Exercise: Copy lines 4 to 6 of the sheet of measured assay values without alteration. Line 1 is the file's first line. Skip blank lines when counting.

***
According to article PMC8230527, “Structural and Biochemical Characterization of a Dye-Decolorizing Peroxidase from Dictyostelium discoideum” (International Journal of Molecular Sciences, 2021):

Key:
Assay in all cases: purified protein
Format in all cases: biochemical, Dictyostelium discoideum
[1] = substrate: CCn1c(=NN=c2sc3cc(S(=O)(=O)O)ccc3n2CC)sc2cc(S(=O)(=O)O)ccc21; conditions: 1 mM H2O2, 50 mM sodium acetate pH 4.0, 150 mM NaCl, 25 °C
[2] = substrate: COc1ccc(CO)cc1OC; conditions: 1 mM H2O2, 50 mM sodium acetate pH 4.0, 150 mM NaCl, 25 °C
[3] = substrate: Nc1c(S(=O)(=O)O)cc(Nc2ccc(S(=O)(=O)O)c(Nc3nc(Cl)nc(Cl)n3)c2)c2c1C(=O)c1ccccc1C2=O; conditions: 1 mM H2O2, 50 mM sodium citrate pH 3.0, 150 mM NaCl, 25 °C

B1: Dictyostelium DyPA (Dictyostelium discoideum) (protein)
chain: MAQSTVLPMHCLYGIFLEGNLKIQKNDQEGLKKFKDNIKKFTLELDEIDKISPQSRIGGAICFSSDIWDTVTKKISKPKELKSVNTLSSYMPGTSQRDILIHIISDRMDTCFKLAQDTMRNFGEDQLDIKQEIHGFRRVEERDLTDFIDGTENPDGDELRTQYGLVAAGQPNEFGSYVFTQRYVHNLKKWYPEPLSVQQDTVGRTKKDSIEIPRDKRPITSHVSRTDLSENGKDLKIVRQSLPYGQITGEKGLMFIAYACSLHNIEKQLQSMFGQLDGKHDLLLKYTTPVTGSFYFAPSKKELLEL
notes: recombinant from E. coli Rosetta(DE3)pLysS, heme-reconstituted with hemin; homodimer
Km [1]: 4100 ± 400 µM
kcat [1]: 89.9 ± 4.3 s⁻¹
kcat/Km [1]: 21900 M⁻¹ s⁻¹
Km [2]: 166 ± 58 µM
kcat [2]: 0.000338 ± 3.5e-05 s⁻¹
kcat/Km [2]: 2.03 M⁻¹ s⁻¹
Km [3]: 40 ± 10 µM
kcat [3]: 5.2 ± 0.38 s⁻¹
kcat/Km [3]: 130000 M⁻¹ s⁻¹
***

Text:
Format in all cases: biochemical, Dictyostelium discoideum
[1] = substrate: CCn1c(=NN=c2sc3cc(S(=O)(=O)O)ccc3n2CC)sc2cc(S(=O)(=O)O)ccc21; conditions: 1 mM H2O2, 50 mM sodium acetate pH 4.0, 150 mM NaCl, 25 °C
[2] = substrate: COc1ccc(CO)cc1OC; conditions: 1 mM H2O2, 50 mM sodium acetate pH 4.0, 150 mM NaCl, 25 °C